On Thursday, a conference was organised by the LSE Middle East Centre to assess the Syrian revolution 18 months on. It focused on the revolution from inside the regime, looked at the Syrian opposition, and explored the identity and impact of the revolution on the economy and society. The conference raised many issues: Brigadier General Akil Hashem and activist Suheir Atassi called for foreign intervention while others like journalist Stephen Starr and Dr Thomas Pierret offered more nuanced narratives. The conference deliberately skirted around the thorny issue of sectarianism and the Kurdish question.
However, Professor Burhan Ghalioun, former chairman of the Syrian National Council (SNC) was most candid about the Syrian conflict. In fact Professor Ghalioun’s comments seemed like an admission of SNC’s failure to lead the revolution. The Sorbonne professor blamed the regime for militarising the conflict which had begun peacefully. It was the regime’s brutal suppression of the protestors that was the cause. He described the regime as an occupying power using violence to beat its citizens into submission. He blamed the regime for creating the self-fulfilling prophecy of playing on the Jihadi threat when YouTube videos clearly showed the protests to be otherwise. He claimed that documentation existed to show that there were Syrian intelligence quotas for killing protesters. He rejected the idea that the conflict was a civil war but rather an illegitimate regime’s war against the Syrian people.
Ghalioun blamed the lack of unity within the Syrian opposition on differing political aims as well as the regime’s brutal repression. He said that the international community was incapable of intervening in Syria and accused the Friends of Syria for being hesitant in their support. Much of this professed support was rhetoric rather than reality. He concluded that the conflict had become a stalemate and Lakhdar Brahimi’s efforts would go the same way as Kofi Annan’s.
Professor Fawaz Gerges was right in describing Professor Ghalioun as a progressive. However, some hard questions still needed to be asked. Syrian journalist Malik el-Abdeh summed it up when he tweeted: “Ghalioun is blaming everyone but himself”. Questions about the SNC seemed to draw a blank. What do they represent? Who are they, and what if anything has Ghalioun done to bring them together? None of these questions was dealt with at in the conference. One Syrian delegate asked why had there been no strong leadership? Professor Ghalioun’s response was not satisfactory. “No one,” he said, “neither politician nor an academic can lead this revolution”. But surely opposition leaders could at least channel the revolution? Have the efforts of Kerensky or Lenin, sons of repressive police states, not shown that? Why should Syria be any different? Why has the SNC not channeled the revolution? The fact that it cannot, to Burhan Ghalioun’s own admission, even coordinate with the Free Syrian Army, shows the extent of its fracture.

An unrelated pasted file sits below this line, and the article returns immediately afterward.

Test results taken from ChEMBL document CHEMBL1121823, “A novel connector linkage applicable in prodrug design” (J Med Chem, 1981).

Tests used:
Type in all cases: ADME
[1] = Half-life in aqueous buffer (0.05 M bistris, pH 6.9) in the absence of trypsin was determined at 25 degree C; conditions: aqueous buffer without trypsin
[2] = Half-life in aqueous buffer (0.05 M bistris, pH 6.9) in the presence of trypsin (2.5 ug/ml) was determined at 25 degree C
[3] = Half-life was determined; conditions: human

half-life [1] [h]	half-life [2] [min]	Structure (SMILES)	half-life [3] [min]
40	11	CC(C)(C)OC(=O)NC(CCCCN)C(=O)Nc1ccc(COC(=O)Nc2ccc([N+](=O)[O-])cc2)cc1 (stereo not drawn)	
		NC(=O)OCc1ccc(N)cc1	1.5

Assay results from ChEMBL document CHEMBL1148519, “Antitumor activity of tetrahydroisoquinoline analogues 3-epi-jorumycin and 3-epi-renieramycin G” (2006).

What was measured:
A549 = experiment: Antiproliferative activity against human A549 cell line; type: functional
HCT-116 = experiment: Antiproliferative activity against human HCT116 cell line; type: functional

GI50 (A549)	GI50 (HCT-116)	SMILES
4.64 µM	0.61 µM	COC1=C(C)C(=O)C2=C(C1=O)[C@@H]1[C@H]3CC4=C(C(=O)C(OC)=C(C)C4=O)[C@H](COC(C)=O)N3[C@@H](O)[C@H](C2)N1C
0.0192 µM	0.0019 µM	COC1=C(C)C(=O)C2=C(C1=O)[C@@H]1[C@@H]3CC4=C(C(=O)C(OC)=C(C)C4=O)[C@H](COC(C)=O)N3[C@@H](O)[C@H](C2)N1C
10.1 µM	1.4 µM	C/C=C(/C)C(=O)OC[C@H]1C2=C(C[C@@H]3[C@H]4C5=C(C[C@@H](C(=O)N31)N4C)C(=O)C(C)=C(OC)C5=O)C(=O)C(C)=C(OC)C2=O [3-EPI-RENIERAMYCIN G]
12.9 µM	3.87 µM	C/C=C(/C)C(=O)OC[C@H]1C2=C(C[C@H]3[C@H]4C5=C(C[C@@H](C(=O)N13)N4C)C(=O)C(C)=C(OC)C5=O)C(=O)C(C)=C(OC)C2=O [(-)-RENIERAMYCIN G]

What does that mean for Syria 18 months on? We are faced with a scenario with a touch of the Russian civil war; opposition groups attack the regime with no strategy. The Syrian regime controls the cities, possesses effective military strategy and has all the guns. Moreover, as Dr Christopher Phillips pointed out, Assad’s regime is excellent at propaganda. What does the SNC have? Not even a radio station to broadcast its message whatever that is. As Stephen Starr has pointed out, the regime might be brutal but at least it represents stability and continuity. It shouldn’t surprise us then that Syrian citizens, Friends of Syria and the international community are hedging their bets. The SNC has not given anyone a credible reason to support them. Until the opposition coordinates with the FSA more effectively and delivers a clear political agenda, opposition activists like Suheir Attasi will remain frustrated. It also means that Professor Ghalioun’s prediction will come true: more blood will flow.